If the ball is high you should have plenty of time to make sure it's on your side of the net first. If it was traveling fast and you meet it there because you just have no time, that typically means you must of been up there hugging the net the whole time.

Taxvictim
01-23-2010, 11:19 AM
Yes the ball clearly bounced on Lopez's side (although it didnt show that in the replay but you could see it from watching the point).

The ball bounced far enough back over to Roddick's side that Lopez was able to reach over the net and flick it sideways against the net on Roddick's side making it impossible to return.

I was wondering what the heck Roddick was complaining about as well. You are lead to believe that perhaps he doesnt know that rule?

The replay made it look like Lopez made a volley, reaching over the net. Maybe Roddick just forgot how the point went down, then he saw the TV replay and freaked out. I can't find a suitable online write-up about the point, and one article makes a clear mistake and says Roddick got heated when Lopez reached over to make a volley. If the ball bounced, it's not a volley.

jswinf
01-23-2010, 01:04 PM
Several posters mention that they have no problem with the rule, and I'd agree that it's less likely to matter at higher levels of play.

But here's a what-if: an opponent hits (or mis-hits) a little semi-lob dying quail that looks like it might or might not clear the net. Anybody ever get ready to club one of those after it bounced only to have it hit the top of the net, slither down your side, and lay there and laugh at you? Instructors will say it's always better to move forward to a shot than "let the ball play you" so even if you're in the habit of playing 4 or six feet from the net, you really ought to close in and take this one in the air, right? But how to know if it's an inch on your side or an inch on the other? So I think this could come up occasionaly with a player of almost any level.

Cindysphinx
01-23-2010, 07:28 PM
If you read another one of Cindy's posts on this from a long time ago, she claims that "she doesnt know" so she doesnt care. She wont say that now because enough people will get on her case for it but that's got to be it.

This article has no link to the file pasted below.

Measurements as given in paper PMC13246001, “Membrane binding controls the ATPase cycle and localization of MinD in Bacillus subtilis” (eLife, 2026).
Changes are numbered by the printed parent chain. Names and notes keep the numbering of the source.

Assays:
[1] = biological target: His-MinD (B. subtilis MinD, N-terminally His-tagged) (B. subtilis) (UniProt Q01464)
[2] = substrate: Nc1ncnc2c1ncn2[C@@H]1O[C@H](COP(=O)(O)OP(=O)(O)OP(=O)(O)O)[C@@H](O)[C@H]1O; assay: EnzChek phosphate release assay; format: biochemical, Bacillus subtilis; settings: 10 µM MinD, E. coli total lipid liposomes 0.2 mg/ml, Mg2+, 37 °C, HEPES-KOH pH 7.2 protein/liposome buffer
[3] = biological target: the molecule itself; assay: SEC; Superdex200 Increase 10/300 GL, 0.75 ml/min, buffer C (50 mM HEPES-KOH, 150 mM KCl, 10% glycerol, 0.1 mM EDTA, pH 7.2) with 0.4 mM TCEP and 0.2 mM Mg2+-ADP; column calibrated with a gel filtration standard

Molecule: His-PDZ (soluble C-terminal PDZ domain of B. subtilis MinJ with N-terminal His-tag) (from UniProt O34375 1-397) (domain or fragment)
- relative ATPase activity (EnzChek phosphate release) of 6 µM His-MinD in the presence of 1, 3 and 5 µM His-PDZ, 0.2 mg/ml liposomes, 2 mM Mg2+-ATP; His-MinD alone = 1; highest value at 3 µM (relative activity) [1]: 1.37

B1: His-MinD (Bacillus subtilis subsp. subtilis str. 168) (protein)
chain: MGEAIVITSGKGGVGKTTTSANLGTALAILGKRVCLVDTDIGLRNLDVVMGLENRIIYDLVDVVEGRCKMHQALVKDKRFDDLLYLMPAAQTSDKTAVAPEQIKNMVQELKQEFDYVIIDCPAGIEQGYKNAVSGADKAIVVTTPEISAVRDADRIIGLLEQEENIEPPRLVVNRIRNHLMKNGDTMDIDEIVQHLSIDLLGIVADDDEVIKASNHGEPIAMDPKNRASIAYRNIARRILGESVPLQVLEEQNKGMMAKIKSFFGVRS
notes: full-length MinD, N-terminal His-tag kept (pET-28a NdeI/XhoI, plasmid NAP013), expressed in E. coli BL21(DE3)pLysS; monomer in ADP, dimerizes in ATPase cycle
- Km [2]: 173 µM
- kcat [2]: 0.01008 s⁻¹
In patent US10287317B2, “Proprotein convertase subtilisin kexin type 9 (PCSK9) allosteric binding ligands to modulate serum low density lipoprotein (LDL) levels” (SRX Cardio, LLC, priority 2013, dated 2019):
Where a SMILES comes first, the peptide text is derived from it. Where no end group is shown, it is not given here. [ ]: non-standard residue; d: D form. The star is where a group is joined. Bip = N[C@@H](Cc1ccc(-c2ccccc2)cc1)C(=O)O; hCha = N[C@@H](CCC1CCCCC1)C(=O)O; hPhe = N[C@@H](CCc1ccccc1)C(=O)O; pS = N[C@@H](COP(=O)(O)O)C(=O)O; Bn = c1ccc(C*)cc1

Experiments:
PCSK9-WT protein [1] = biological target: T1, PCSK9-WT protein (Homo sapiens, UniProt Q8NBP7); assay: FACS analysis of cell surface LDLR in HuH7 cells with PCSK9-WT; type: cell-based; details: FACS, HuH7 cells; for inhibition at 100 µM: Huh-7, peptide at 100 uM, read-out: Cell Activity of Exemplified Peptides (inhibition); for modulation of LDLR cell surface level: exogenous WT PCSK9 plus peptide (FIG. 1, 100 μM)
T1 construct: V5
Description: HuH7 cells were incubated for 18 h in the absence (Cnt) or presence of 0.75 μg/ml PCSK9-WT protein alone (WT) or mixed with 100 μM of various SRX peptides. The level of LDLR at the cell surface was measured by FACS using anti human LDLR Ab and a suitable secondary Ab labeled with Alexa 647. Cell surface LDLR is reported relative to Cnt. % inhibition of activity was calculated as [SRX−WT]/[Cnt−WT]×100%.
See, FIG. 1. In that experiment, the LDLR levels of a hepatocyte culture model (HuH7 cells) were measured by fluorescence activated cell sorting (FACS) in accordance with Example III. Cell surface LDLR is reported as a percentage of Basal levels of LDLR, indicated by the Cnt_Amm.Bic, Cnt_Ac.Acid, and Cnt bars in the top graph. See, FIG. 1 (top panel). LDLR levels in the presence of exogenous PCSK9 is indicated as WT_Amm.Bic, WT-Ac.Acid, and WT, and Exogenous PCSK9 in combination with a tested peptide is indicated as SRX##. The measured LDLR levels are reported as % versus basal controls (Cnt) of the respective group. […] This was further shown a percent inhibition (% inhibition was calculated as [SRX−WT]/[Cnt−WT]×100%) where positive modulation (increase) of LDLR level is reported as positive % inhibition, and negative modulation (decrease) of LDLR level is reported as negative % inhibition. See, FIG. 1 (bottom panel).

What on earth are you talking about?

Either you tryed to not reach across or you didnt care. And I agree with what Woodrow said, if you do try to not reach across you probably didnt in most cases, but I dont see why Cindy thinks that means we do away with the rule??

Again, your thought makes no sense. What do you mean?

I think what I said is quite consistent with what Woodrow said. Woodrow suggested this rule isn't violated often, or as often as some people seem to think, because the follow-through is what crosses the net. I am saying that the rule should be abolished. One good reason to abolish it is that it doesn't get violated much and therefore serves no purpose (other than to give the opponents a reason to think they've been cheated when they have not).

If the ball is high you should have plenty of time to make sure it's on your side of the net first. If it was traveling fast and you meet it there because you just have no time, that typically means you must of been up there hugging the net the whole time.

OK, this is just plain wrong. Haven't you heard of *closing the net?* You can be in a perfectly appropriate net position, a floater comes, and you close hard, both to transfer your weight onto the ball and also to take time away from your opponents. You should not be waiting for these balls.

You do understand that there are considerable advantages in taking a ball as early as you can, right? That way your opponents don't have a chance to adjust, reposition, close holes in their formation. If a ball is high over the net such that you could volley it, you don't have "plenty of time" to play your shot. You need to get after it. Don't wait for the ball to come to you; go to the ball.

Cindysphinx
01-23-2010, 07:30 PM
Several posters mention that they have no problem with the rule, and I'd agree that it's less likely to matter at higher levels of play.

But here's a what-if: an opponent hits (or mis-hits) a little semi-lob dying quail that looks like it might or might not clear the net. Anybody ever get ready to club one of those after it bounced only to have it hit the top of the net, slither down your side, and lay there and laugh at you? Instructors will say it's always better to move forward to a shot than "let the ball play you" so even if you're in the habit of playing 4 or six feet from the net, you really ought to close in and take this one in the air, right? But how to know if it's an inch on your side or an inch on the other? So I think this could come up occasionaly with a player of almost any level.

Exactly. You can't know. So why do we have a rule that tasks you with knowing?

Cindy -- relieved to find that someone else understand closing the net

woodrow1029
01-23-2010, 07:34 PM
Exactly. You can't know. So why do we have a rule that tasks you with knowing?

Cindy -- relieved to find that someone else understand closing the net

But there are line calls that tasks you with knowing that are really close. Double bounces sometimes it's really hard to know if you got it or not.